Mads Mikkelsen, photographed by Carlos Serrao for FLAUNT #135, 2014.

Hell’s teeth. Someone REALLY needs to do something about Mads Mikkelsen. I’m not exactly sure what needs to be done, but I volunteer to do it before the situation gets any worse…

wheelr:

MAN & PUDDING: SANTIAGO CABRERA & TRES LECHES CAKE

Recipes: AllRecipes, Chow, Once Upon A Chef, Bella Baking, Sweetpea Kitchen

If you’re not following wheelr's Man and Pudding posts, then perhaps you should be. Two delicious things for the price of one: yumminess guaranteed!

Tiny happy Batman. He’s definitely not canon but I drew him anyway.

Tiny happy Batman. He’s definitely not canon but I drew him anyway.

And to think people say the later seasons of Heroes were boring. Which bits were they watching?

 Heracles and Antaeus (1819) by Auguste Couder
This week on Mighty Moments In Slash History, we’re going Greek again, but we’re temporarily turning our backs on the pallid pretty boys of the Trojan war to spend some time with Heracles (or Hercules), the one-man metaphor for throbbing muscle.
While completing his legendary Twelve Labours, Heracles took a minibreak to fight with a giant called Antaeus. Antaeus was stupidly strong because he could draw on the strength of his mum Gaia, goddess of the Earth, and liked to challenge passers-by to wrestle with him. When he invariably won, he would use their unfortunate remains to expand his skull collection (well, a guy’s got to have a hobby). Heracles, however, worked out that Antaeus would lose his strength if he was lifted up off the ground, and promptly cuddlesquished him to death. Cool story, bro.
A browse through art history reveals that this myth has become a shameless excuse for painting (or sculpting) a pair of massive men in a scantily-clad clinch. There’s often a lot of flailing, grinding and bum-groping going on, for entirely tactical reasons, and sometimes Heracles is even grabbing Antaeus by the bollocks.
This particular rendition of the tale, which adorns the ceiling of the Apollo Gallery in the Louvre, is my favourite. Rather than a death match, I suspect that we’re actually watching the climax to a showstopping routine from Dancing With The Demigods. Antaeus is pouring his melodramatic soul into his final pose, and Heracles is gazing at him with barely concealed contempt for being such a scene-stealing hussy. And after all the weeks they spent growing those matching hipster beards, too…

Heracles and Antaeus (1819) by Auguste Couder

This week on Mighty Moments In Slash History, we’re going Greek again, but we’re temporarily turning our backs on the pallid pretty boys of the Trojan war to spend some time with Heracles (or Hercules), the one-man metaphor for throbbing muscle.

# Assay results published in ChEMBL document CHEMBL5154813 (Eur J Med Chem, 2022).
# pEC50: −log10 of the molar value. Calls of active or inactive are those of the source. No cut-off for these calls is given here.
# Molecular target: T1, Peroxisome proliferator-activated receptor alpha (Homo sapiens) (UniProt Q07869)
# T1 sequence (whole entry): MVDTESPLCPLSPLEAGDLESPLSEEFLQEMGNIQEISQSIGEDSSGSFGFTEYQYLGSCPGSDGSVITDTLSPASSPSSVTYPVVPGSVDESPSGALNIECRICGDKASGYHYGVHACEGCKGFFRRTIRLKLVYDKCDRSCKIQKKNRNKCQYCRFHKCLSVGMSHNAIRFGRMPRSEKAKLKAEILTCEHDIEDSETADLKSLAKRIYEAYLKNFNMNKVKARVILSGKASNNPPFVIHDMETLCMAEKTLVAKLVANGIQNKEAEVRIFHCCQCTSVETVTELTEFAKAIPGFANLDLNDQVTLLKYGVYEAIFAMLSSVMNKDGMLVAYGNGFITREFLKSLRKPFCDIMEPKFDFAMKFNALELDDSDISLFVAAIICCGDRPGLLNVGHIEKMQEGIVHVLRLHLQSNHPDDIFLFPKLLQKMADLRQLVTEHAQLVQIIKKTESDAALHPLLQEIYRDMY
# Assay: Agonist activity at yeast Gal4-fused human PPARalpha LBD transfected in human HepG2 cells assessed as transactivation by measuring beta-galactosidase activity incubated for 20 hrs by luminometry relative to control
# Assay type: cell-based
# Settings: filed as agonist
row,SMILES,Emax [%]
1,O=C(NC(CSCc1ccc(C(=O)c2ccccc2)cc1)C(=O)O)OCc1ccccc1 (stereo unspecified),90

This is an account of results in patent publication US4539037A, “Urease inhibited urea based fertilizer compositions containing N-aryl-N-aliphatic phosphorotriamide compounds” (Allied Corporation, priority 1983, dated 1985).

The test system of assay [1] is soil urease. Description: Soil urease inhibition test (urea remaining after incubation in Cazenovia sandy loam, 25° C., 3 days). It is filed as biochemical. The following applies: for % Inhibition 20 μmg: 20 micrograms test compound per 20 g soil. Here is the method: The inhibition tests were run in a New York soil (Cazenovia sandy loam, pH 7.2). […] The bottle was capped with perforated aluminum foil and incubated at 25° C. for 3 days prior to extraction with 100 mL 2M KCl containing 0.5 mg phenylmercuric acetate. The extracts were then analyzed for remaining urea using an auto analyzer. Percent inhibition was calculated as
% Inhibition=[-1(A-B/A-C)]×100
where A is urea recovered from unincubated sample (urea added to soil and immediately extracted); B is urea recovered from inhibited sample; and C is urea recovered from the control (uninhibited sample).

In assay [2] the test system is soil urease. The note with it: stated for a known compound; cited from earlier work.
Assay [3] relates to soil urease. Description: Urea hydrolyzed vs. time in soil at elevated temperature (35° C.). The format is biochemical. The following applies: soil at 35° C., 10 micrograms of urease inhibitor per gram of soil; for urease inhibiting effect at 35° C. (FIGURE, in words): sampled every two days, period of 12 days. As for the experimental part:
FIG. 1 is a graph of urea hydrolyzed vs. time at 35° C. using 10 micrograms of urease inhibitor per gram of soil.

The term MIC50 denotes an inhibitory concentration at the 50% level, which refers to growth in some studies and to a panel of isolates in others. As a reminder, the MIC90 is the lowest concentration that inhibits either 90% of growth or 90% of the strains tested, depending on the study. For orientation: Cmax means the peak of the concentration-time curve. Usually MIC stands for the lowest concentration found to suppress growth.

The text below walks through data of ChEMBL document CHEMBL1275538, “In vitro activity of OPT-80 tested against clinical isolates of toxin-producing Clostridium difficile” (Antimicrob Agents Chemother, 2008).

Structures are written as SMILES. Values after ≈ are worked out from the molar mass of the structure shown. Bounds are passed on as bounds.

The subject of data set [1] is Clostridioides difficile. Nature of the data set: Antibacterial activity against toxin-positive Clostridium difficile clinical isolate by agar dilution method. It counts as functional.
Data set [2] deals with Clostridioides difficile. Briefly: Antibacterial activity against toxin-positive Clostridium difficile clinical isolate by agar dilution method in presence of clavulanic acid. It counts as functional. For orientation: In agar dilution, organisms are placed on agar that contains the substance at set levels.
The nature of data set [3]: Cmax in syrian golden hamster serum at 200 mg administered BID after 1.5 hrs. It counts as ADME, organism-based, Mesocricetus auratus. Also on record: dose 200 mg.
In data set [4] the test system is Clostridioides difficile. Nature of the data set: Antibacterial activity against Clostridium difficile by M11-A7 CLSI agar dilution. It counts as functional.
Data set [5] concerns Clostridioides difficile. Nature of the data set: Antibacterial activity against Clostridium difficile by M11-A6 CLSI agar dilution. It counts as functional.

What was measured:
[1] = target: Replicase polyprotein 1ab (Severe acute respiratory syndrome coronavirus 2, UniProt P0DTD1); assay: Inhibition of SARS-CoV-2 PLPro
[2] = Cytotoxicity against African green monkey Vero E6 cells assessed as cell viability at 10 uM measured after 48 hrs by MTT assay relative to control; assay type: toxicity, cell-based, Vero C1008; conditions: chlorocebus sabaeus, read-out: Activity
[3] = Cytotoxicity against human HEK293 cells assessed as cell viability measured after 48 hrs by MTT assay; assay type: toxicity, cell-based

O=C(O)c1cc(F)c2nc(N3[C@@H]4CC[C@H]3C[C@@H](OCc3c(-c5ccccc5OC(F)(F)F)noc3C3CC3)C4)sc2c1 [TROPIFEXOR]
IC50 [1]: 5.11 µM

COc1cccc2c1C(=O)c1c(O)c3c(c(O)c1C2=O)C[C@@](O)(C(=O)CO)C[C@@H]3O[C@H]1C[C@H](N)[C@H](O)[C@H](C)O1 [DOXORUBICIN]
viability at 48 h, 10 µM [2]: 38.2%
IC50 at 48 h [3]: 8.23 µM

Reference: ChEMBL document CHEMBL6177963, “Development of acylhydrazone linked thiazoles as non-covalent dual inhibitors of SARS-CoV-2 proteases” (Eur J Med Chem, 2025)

While completing his legendary Twelve Labours, Heracles took a minibreak to fight with a giant called Antaeus. Antaeus was stupidly strong because he could draw on the strength of his mum Gaia, goddess of the Earth, and liked to challenge passers-by to wrestle with him. When he invariably won, he would use their unfortunate remains to expand his skull collection (well, a guy’s got to have a hobby). Heracles, however, worked out that Antaeus would lose his strength if he was lifted up off the ground, and promptly cuddlesquished him to death. Cool story, bro.

A browse through art history reveals that this myth has become a shameless excuse for painting (or sculpting) a pair of massive men in a scantily-clad clinch. There’s often a lot of flailing, grinding and bum-groping going on, for entirely tactical reasons, and sometimes Heracles is even grabbing Antaeus by the bollocks.

This particular rendition of the tale, which adorns the ceiling of the Apollo Gallery in the Louvre, is my favourite. Rather than a death match, I suspect that we’re actually watching the climax to a showstopping routine from Dancing With The Demigods. Antaeus is pouring his melodramatic soul into his final pose, and Heracles is gazing at him with barely concealed contempt for being such a scene-stealing hussy. And after all the weeks they spent growing those matching hipster beards, too…

threepatchpodcast:

Episode 25:  The Wall Had It Coming
It’s an episode all about the Fourth Wall between the show and the audience!  Show notes and direct download information are available HERE  at three-patch.com.  Or subscribe via RSS or via iTunes (search for threepatch).
Featuring:
Fan perspectives on breaking the fourth wall and the effects on fandom with abbykate joining roane72, notverygoodatflyingaeroplanes and unknownsister
a Hogwarts-style sorting of writers Steven Moffat, Mark Gatiss, and Steve Thompson